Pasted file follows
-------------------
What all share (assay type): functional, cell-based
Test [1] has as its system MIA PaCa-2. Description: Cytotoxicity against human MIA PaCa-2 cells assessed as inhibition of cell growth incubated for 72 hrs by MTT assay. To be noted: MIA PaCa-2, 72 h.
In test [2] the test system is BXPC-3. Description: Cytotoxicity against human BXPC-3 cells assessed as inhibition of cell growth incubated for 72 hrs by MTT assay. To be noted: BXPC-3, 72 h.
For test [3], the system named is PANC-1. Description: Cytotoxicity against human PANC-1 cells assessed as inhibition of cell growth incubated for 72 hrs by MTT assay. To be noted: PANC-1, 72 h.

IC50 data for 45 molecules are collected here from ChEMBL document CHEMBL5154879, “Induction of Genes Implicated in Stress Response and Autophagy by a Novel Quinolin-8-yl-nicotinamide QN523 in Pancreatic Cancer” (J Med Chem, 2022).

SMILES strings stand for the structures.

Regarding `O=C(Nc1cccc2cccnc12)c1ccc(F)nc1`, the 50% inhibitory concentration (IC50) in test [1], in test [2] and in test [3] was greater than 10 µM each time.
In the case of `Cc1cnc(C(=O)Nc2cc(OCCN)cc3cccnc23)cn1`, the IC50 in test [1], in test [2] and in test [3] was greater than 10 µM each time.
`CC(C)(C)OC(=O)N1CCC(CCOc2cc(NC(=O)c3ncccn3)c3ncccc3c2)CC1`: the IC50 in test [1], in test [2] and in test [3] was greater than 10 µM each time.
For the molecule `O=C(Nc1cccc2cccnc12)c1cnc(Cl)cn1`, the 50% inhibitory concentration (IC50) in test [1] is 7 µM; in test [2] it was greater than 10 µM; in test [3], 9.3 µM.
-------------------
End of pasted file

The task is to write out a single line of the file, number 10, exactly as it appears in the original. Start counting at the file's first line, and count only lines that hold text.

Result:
For the molecule `O=C(Nc1cccc2cccnc12)c1cnc(Cl)cn1`, the 50% inhibitory concentration (IC50) in test [1] is 7 µM; in test [2] it was greater than 10 µM; in test [3], 9.3 µM.